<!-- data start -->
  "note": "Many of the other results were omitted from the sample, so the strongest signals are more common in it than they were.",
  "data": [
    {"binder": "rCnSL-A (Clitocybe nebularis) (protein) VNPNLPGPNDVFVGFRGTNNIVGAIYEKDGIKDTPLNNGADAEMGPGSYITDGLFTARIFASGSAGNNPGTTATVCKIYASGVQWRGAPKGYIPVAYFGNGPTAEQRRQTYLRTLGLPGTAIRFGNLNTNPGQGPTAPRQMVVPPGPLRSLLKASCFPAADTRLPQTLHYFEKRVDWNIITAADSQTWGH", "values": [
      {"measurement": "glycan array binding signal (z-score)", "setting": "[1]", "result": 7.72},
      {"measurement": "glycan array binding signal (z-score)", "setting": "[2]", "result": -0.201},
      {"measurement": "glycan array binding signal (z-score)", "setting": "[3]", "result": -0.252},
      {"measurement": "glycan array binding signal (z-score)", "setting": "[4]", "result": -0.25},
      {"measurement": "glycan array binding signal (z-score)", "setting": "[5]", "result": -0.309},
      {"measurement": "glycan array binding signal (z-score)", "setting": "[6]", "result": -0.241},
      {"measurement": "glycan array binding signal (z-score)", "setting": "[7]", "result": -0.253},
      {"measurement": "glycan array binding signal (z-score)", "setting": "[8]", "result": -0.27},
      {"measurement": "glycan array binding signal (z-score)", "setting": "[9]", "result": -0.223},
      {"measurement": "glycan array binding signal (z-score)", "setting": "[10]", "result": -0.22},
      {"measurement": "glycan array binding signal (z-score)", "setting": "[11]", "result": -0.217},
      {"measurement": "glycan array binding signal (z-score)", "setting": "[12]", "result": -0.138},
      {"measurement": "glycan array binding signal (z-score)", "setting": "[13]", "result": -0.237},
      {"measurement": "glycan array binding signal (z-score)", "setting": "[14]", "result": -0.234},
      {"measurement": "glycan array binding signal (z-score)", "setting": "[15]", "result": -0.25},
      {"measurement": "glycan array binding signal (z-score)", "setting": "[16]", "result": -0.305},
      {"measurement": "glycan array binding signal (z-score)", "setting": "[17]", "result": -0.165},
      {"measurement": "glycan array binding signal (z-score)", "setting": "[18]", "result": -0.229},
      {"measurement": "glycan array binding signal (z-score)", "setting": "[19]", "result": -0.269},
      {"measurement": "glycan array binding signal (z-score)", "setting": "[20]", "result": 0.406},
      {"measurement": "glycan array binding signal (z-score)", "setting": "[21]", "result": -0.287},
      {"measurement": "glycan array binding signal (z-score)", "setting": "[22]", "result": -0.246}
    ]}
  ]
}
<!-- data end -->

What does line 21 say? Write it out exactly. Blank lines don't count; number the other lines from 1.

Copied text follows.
      {"measurement": "glycan array binding signal (z-score)", "setting": "[18]", "result": -0.229},